British officials reluctantly postponed the start of a sea-borne relief operation Thursday after discovering Iraqi mines in the shipping channel leading to the recently captured Iraqi port of Umm Qasr.

Air Marshall Brian Burridge, commander of British forces in the Gulf, said two mines were discovered and detonated Wednesday during a sweep of the waterway by Royal Navy divers, who were being assisted by mine-detecting dolphins.

Burridge said further sweeping would be needed before waiting ships can dock at Umm Qasr with thousands of tons of food and other supplies for distribution to civilians in southern Iraq,

A first trickle of Coalition food and water has reached civilians in the region -- arriving via a seven-truck convoy Wednesday from Kuwait. Beyond Iraq's western border in Jordan, thousands more tons of grain have piled up in warehouses, mountains of white sacks waiting for what may be history's biggest humanitarian operation.

Crowds mobbed two British water tanker trucks that entered the captured port town of Umm Qasr on Wednesday. "Not enough, please! We need a good water supply," one man told British officers.

In the nearby town of Safwan, a five-truck Kuwaiti Red Crescent Society convoy, loaded with 45,000 boxes of food, was swarmed by hundreds of Iraqis, many of them shoeless, dirty young men who fought over the white boxes as soon as the truck doors opened.

That kind of desperation, and the televised scenes of wartime havoc from Baghdad to Basra, made it clear that an urgent need was building.

"We can spring into action with 48 hours' notice," relief official Khaled Mansour, in Jordan, said of an ambitious U.N. plan to rush massive amounts of food aid into Iraq.

Aid agencies have long warned of a humanitarian crisis in Iraq, where 12 years of economic sanctions have left some 60 percent of the 22 million people dependent on government rations distributed under the U.N.'s oil-for-food program.

The program, which began in 1996, allows Iraq to sell unlimited quantities of oil to buy food, medicine and other humanitarian goods.

As Iraq's only deep water port, Umm Qasr is critical for both military and humanitarian operations in the war.

Several ships, including a British naval ship carrying humanitarian supplies and two Australian merchant vessels each carrying 55,000 tons of wheat, were waiting to head into the port.

But first the U.N. teams need secure zones in which to operate, and much depends on a debate a half-world away in New York, where U.N. diplomats dueled over the finances and politics of the Iraq relief effort.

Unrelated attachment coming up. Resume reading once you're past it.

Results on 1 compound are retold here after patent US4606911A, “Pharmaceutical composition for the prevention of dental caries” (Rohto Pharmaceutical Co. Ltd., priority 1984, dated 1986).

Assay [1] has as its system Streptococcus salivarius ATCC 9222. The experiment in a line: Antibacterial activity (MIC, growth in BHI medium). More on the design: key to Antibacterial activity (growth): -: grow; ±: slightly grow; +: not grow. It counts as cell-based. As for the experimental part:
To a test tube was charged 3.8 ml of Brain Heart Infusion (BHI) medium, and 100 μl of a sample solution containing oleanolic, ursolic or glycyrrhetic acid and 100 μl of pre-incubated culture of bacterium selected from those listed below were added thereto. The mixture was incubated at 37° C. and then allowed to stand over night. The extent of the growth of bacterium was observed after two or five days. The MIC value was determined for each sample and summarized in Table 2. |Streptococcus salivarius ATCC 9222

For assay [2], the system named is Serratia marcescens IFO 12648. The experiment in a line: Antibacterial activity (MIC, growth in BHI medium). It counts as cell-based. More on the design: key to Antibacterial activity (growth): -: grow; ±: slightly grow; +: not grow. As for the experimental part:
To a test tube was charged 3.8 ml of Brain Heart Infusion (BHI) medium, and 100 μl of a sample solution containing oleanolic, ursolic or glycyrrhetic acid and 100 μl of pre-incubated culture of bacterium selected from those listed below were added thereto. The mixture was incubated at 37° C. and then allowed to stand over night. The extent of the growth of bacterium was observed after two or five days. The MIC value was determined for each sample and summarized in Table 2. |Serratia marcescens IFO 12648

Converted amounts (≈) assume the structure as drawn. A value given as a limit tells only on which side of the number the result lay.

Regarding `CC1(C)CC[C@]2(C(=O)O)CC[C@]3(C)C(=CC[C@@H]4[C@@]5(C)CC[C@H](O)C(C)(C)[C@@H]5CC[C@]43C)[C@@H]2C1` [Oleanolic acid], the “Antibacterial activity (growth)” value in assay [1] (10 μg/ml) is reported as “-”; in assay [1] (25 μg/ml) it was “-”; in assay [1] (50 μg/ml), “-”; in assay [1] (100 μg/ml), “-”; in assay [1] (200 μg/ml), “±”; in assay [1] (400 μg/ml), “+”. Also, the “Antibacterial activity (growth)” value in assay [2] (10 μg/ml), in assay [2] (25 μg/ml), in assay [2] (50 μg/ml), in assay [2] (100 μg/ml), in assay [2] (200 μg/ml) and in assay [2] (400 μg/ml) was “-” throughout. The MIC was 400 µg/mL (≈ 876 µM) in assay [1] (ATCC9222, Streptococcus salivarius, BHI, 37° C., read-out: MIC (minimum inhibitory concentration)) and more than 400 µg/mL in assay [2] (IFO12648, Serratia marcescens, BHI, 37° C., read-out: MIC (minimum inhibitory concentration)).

The governments that earlier this month blocked U.N. authority for the Coalition invasion want Washington to bear the financial burden of feeding and rehabilitating Iraq.

Aid professionals said it would be a mistake for the U.S. military, as a combatant, to try to oversee aid distribution long term.

"Only civilian organizations specializing in humanitarian relief can make impartial distribution of aid supplies," said David Wimhurst, of the U.N. office on Iraq, speaking in Amman, the Jordanian capital.

The U.N. humanitarian agencies are expected on Friday to appeal for $1.9 billion from donor nations for their planned gigantic relief program, which many governments will expect Washington and London to largely finance. More than half will go toward food.

The agencies' earlier, prewar appeal for $120 million didn't draw even half that amount. Of the $47 million in contributions earmarked for the World Food Program, $40 million came from the United States, Mansour said.

The U.N. food program has thus far stockpiled 30,000 tons of wheat, rice and other food in countries surrounding Iraq, he said, a small fraction of what might be needed.

Trucks laden with sacks of grain pull in daily at two WFP warehouses in Juweideh, Jordan, a hilly town outside Amman, where the pallet-loads are stacked 20 feet high.

"We can fill this place with 6,000 tons," said warehouse manager Mohammed Abu Khadra. "I'll stack them to the ceiling if I have to."

The World Food Program intends to temporarily take over the Iraqi government's vitally important food-rationing system, which fully feeds 60 percent of the population and partly supplies the rest.

It was believed to be the biggest such government program worldwide: Some 400,000 tons of food imported each month distributed through 43,000 authorized shops, or agents -- typically wheat flour, rice, vegetable oil, beans and milk.

The war has now stopped food imports, Iraq's warehouses are emptying, and most Iraqi families are believed to have food to last only into late April. The agencies fear a humanitarian disaster -- particularly, for example, for the one-quarter of Iraqi children under age 5 suffering from chronic malnutrition.

The World Food Program hopes to get into Iraq and take over the rationing system before late April, and then run it for probably four to six months.